Crohn's disease is an inflammatory bowel disease that results in the swelling of the gastrointestinal (GI) tract. It affects the lower part of the small intestine, the ileum. The swelling, which extends deep into the lining of the affected organ, can cause pain and make the intestines empty frequently, leading to diarrhea. As the symptoms of Crohn's disease are like other intestinal disorders, such as irritable bowel syndrome and ulcerative colitis, it is difficult to diagnose.

Crohn's disease affects men and women equally and seems to run in some families. Occurring in people of all age groups, the disease is more often diagnosed in people between the ages of 20 and 35. Abdominal pain, often in the lower right area and chronic diarrhea are the early symptoms. Rectal bleeding, fever, weight loss, loss of appetite, arthritis, and skin problems may also occur. Bleeding may be severe and constant, leading to anemia. Children with Crohn's disease may suffer delayed development and stunted growth and fatigue resulting from anemia.

Obstruction or blockage of the intestine due to swelling and the formation of scar tissue is a general health problem related to the disease. Crohn's disease may also cause sores, or ulcers, that tunnel through the affected area into surrounding tissues, such as the bladder, vagina, or skin. The tunnels, called fistulas, often become infected. Sometimes fistulas can be treated with medicine, but in certain cases surgery is essential. About one third of the people who develop Crohn's disease, have problems around the anus. Small cracks called fissures may also progress in the lining of the mucus membrane of the anus.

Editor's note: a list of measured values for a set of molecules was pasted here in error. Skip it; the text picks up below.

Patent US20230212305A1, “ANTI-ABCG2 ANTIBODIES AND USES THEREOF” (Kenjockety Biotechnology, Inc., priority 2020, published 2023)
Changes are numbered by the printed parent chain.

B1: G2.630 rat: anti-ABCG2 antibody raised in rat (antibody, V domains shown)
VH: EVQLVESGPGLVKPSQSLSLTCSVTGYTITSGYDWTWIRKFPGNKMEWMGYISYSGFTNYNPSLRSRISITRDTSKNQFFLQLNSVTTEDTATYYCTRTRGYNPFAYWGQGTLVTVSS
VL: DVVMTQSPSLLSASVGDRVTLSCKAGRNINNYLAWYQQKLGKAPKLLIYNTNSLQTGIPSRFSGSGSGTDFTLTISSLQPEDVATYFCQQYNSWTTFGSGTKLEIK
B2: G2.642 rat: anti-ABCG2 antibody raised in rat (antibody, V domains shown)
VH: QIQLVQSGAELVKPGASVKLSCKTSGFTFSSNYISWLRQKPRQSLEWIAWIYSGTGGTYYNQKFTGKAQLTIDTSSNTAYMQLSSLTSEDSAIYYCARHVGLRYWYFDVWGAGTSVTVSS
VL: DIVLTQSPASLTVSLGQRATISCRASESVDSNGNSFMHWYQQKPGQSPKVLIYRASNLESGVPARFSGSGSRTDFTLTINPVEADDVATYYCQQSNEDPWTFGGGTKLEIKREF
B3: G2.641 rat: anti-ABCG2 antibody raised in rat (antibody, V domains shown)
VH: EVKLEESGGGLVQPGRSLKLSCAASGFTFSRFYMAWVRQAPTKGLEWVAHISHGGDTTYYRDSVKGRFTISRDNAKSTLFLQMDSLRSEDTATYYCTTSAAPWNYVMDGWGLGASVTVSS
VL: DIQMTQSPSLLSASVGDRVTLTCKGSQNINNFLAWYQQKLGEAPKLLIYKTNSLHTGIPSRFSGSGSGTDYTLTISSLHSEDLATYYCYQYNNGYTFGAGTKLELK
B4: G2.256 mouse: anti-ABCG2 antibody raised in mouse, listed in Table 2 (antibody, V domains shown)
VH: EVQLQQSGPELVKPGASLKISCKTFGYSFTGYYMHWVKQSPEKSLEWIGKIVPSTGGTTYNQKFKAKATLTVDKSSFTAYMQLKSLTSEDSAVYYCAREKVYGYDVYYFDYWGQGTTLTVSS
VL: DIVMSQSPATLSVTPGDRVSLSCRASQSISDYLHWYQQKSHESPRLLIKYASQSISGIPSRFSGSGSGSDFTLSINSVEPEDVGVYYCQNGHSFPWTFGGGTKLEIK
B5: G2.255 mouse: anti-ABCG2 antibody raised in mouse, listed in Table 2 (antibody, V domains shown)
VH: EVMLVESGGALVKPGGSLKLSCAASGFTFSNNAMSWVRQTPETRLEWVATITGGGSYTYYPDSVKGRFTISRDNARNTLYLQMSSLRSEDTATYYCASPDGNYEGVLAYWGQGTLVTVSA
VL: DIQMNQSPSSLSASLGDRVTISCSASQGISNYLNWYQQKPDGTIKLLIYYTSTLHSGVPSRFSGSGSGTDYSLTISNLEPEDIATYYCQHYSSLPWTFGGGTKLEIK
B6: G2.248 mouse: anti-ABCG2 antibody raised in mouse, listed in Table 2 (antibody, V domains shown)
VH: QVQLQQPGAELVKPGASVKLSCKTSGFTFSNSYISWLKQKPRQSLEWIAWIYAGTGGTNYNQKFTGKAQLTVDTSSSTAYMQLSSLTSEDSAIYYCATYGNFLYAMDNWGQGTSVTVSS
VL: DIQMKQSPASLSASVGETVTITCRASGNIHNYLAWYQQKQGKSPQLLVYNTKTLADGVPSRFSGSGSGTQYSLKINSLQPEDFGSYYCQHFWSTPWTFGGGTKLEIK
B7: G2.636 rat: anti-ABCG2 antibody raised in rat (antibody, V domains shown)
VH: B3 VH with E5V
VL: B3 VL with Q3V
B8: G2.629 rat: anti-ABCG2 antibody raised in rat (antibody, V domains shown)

Nutritional health problems such as deficiencies of proteins, calories, and vitamins are common. These deficiencies may be caused by inadequate dietary intake, loss of protein, or malabsorption. Other health problems associated with Crohn?s disease include inflammation in the eyes, mouth or spine; reddish skin nodules, kidney stones, gallstones, and diseases of the liver and the biliary system. Medical science has not yet discovered a cause or cure for Crohn's disease, but many drugs are available to control the symptoms.

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